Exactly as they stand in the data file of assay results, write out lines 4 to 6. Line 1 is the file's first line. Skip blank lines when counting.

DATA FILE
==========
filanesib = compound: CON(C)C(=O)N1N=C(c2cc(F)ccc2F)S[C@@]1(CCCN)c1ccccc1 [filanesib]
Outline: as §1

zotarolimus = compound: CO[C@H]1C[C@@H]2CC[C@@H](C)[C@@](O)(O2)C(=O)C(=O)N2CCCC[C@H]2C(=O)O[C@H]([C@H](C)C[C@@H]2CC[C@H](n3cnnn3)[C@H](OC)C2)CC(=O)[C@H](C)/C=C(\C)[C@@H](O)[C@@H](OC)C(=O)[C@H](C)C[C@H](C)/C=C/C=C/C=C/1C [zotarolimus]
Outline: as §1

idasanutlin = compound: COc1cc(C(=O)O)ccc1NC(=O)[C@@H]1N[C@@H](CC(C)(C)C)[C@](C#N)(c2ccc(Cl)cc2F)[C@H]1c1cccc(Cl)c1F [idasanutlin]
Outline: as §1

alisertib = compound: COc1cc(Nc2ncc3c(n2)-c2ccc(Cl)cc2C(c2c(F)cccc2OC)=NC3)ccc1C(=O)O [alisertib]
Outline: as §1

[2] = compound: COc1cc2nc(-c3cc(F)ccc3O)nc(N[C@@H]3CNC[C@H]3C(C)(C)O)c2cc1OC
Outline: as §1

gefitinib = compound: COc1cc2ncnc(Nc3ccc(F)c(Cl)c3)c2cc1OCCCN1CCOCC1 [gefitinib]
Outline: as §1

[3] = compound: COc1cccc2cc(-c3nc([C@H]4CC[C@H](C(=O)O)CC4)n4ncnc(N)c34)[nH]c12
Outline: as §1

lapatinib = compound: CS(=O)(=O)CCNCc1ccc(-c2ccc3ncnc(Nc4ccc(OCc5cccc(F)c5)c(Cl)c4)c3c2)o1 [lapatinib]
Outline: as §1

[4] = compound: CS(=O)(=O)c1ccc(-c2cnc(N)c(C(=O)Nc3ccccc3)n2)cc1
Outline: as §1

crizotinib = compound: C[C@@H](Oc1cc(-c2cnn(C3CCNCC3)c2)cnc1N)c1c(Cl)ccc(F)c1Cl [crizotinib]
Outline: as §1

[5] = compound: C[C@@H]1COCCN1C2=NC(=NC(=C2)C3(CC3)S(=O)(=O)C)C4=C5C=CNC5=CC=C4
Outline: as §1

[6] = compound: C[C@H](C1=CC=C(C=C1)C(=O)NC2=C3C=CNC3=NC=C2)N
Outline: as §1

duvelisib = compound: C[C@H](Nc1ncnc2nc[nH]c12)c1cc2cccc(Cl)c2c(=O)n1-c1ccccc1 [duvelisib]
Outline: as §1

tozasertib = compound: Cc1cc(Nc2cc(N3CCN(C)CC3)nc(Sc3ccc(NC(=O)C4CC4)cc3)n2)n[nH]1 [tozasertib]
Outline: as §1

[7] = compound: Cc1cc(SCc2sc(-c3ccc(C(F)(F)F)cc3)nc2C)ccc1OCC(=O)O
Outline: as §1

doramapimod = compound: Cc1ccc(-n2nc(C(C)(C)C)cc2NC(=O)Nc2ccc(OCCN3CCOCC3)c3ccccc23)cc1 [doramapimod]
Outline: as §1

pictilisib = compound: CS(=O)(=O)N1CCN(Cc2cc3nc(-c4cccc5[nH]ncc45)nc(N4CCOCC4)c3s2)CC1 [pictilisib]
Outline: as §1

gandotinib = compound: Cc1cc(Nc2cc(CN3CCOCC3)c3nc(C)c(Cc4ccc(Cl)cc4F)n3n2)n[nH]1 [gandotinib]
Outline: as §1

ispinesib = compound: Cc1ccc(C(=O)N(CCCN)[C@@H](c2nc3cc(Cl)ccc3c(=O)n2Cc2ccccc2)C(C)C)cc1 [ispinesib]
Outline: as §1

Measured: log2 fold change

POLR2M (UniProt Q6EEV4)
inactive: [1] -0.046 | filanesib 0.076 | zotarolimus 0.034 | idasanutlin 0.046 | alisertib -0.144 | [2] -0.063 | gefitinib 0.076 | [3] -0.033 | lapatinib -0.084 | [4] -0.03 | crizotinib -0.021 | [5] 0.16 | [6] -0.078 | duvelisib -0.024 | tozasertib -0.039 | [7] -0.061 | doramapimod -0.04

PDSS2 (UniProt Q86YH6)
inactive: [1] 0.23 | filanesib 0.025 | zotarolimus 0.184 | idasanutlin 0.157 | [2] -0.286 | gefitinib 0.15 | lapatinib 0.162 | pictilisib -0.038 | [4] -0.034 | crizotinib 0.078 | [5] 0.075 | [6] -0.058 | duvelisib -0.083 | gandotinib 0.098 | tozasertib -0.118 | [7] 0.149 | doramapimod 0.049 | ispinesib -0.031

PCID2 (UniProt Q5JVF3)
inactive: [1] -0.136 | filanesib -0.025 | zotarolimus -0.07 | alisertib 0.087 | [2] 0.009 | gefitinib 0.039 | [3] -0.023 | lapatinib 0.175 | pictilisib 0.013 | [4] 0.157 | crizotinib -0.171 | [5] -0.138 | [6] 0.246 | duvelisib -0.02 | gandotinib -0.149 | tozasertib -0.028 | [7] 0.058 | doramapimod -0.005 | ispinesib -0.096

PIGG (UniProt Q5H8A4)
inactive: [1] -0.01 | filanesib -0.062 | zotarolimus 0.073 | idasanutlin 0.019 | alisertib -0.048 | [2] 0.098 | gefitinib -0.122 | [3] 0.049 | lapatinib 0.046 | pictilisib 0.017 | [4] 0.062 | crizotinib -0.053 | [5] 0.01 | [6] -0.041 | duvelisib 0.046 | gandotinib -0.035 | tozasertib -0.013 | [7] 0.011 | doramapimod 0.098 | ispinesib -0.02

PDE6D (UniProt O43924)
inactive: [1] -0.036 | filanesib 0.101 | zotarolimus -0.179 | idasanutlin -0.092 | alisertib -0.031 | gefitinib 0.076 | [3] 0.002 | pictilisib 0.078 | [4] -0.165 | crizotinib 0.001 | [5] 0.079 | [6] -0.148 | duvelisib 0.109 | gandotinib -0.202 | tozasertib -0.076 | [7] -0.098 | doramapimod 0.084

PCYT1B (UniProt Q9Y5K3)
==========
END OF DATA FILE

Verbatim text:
Outline: as §1

idasanutlin = compound: COc1cc(C(=O)O)ccc1NC(=O)[C@@H]1N[C@@H](CC(C)(C)C)[C@](C#N)(c2ccc(Cl)cc2F)[C@H]1c1cccc(Cl)c1F [idasanutlin]
Outline: as §1